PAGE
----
Merging Form & Function, The Nebuta House Captures the Japanese Spirit

Welcome to ねぶたの家 ワ・ラッセ), a museum and center for creative culture in the heart of Aomori.

In 2002, having only studied Japanese architecture in books, Todd MacAllen and his creative partner at Molo Design, Stephanie Forsythe, began what started as yet another residential space in Aomori, Japan and transformed it into a creative community space that goes to the heart of the city, and taps into the very marrow of the nation’s culture.

It was certainly an auspicious start. The pair competed for the project in an international architecture competition that was judged by the legendary Tadao Ando and equally illustrious Jean Nouvel, and won.

The project opened just before the devastating earthquake and Tsunami hit in March 2011 and was subsequently shut down. Nebuta House reopened its doors again a few weeks ago. I spoke with architect Todd MacAllen about the mercurial nature of the Nebuta House project, its new function as a community cultural space, and what he learned about the Japanese spirit along the way.

The Nebuta House started as residential project in 2002. When and why did you and Forsyth change direction?

After we initially started working on the project, the city invited us to assess it again and look at other possibilities. Over time, we realized, housing wasn’t what needed to be looked at as much. We realized there was an opportunity for a more public use of the Nebuta House.

It’s a relatively small city, with fishing and some industry, but not a lot of public space. It’s unique in that there are two really great museums, but they’re more about fine art.

Whereas the Nebuta Festival, wherein gigantic illuminated and animated floats made out of Japanese paper are paraded around the city in early August, is more a celebration of folkloric art.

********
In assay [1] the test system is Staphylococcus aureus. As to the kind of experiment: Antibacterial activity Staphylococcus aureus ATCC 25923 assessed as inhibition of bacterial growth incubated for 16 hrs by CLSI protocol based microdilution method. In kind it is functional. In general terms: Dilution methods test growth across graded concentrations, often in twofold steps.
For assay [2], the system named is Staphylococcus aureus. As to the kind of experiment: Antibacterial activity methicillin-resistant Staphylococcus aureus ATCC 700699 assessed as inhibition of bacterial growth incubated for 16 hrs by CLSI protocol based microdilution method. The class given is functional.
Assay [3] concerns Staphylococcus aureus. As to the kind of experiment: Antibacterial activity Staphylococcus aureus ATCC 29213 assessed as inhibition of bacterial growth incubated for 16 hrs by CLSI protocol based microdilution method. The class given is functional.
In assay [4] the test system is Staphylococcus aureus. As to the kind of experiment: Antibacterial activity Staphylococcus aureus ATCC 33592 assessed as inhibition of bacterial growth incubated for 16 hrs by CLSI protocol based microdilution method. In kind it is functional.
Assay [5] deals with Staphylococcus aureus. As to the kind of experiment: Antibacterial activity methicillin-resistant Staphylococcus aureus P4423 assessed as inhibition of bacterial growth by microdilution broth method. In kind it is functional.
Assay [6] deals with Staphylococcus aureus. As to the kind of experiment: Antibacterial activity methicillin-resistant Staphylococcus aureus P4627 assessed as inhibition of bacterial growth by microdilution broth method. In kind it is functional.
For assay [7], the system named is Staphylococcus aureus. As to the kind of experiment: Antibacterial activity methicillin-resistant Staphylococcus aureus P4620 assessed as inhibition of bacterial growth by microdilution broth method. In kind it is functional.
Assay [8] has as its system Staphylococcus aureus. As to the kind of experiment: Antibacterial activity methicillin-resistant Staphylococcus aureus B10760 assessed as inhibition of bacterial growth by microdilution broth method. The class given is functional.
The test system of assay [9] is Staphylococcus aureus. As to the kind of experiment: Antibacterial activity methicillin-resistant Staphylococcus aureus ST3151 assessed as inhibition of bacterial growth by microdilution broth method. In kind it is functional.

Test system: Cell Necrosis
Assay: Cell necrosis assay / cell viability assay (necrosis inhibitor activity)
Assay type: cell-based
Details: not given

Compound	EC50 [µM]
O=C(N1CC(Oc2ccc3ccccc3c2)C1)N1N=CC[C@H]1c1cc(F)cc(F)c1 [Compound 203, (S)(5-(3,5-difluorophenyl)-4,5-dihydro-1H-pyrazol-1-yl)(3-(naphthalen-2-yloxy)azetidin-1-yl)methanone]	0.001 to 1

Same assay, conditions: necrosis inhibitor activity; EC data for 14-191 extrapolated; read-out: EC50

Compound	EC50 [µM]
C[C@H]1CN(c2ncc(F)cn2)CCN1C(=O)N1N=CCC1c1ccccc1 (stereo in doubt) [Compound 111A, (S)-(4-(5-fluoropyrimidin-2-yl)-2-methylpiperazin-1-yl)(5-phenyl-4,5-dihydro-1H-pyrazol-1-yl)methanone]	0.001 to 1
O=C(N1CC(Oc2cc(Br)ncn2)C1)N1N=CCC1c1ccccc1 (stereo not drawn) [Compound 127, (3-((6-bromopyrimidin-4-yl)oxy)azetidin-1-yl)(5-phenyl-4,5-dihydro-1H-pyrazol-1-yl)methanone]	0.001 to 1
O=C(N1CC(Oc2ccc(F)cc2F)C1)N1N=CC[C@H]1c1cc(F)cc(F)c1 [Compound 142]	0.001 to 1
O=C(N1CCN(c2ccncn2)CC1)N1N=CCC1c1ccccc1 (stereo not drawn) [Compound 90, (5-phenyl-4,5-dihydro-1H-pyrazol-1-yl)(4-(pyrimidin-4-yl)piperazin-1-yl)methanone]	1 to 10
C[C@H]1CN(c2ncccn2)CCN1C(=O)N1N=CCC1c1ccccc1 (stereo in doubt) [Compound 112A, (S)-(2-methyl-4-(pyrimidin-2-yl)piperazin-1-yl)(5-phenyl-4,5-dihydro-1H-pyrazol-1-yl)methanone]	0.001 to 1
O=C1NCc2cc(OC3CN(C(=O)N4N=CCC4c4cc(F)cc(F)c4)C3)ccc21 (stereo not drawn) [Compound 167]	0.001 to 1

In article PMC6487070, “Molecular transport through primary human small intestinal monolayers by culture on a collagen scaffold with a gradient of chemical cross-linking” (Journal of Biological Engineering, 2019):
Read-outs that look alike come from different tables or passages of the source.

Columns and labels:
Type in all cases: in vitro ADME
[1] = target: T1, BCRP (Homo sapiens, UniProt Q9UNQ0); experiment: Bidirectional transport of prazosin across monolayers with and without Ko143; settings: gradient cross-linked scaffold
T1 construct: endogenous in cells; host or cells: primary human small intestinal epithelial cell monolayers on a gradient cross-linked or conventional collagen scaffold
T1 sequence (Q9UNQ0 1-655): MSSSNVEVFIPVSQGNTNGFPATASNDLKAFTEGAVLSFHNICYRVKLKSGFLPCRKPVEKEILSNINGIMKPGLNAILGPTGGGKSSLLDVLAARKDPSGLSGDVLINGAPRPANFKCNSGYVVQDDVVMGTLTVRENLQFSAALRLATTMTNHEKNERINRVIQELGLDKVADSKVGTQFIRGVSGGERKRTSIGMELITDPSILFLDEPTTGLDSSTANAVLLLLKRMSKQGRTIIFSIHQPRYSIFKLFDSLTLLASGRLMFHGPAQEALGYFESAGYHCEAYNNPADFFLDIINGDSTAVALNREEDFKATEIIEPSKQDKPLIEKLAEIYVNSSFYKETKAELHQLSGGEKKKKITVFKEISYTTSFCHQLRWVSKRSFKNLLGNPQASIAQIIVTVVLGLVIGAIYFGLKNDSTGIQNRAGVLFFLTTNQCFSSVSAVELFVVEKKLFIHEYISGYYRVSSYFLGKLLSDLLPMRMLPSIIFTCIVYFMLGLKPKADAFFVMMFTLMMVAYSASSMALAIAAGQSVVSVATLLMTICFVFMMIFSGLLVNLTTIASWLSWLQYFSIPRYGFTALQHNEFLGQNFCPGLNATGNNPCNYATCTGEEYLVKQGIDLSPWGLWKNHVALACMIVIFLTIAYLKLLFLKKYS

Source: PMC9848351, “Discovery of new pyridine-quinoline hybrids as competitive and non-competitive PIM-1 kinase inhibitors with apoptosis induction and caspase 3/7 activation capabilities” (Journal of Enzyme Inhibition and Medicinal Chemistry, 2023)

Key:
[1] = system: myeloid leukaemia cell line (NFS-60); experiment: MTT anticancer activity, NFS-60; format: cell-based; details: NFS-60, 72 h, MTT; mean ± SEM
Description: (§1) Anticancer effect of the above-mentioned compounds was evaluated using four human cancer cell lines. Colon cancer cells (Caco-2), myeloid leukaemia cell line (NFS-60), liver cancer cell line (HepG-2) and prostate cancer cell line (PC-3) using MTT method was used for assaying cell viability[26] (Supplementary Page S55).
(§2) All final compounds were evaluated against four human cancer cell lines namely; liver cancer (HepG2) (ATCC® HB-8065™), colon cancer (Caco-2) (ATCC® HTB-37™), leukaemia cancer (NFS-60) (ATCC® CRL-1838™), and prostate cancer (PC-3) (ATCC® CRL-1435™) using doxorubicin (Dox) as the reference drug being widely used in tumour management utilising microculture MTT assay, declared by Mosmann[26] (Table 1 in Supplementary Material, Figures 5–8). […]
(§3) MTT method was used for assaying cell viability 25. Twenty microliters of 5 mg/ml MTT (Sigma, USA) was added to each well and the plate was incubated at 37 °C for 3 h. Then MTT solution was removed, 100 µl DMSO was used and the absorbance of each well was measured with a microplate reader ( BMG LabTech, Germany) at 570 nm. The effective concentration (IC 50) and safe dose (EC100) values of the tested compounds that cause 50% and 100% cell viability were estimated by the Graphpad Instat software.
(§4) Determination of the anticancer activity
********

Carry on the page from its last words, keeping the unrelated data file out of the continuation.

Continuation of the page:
Seeing the festival for the first time definitely changed things. We experienced it like children, with that kind of open mind and delight. Sometimes the Nebuta [floats] are terrifying and other times amazing. It’s strange and mysterious, and we wanted the Nebuta House to have that same mysterious quality, as well.

The images from the festival are spectacular. The Nebuta floats seem to represent animals, monsters, and demons fighting to the death with, kind of, anime-like human counterparts. It is quite, wow! How does the building fit into all that?

It isn’t necessarily a building. We think of it as a house for the Nebuta. They’re creatures, but they are depicting a story. There are several mythical beings housed in the Nebuta House, but they’re almost the same – one mystical entity. When you’re entering the Nebuta house, you really are entering their dwelling.

Nebuta House opened right before the earthquake and Tsunami, closed for a time, and recently reopened. While Aomori was not directly impacted by the devastation, what has that experience been like for you, of re-launching this project post-recovery?

They closed it to save energy, but it also doubles as a shelter. So they prepared for that, though in the end it wasn’t necessary. From what I experienced, the standards for preparedness and post-disaster clean-ups are quite high.

In Japan, there seems to be a collective understanding that you wouldn’t necessarily expect someone else to come in and clean up for you. The community gets together and does the work without waiting for the government or anyone else to come in and tell them how to do it.

Judging from the before and after clean-up pics that have been making their rounds on the internet, it’s quite remarkable the progress these communities across Japan have made.

And now with the Nebuta House, northern Japan has a new community heart to call home.


Images: courtesy of Molo Design; The Daily Telegraph


K. Emily Bond

K. Emily Bond is the Shelter Editor at EcoSalon and currently resides in southern Spain, reporting on trends in art, design, sustainable living and lifestyle.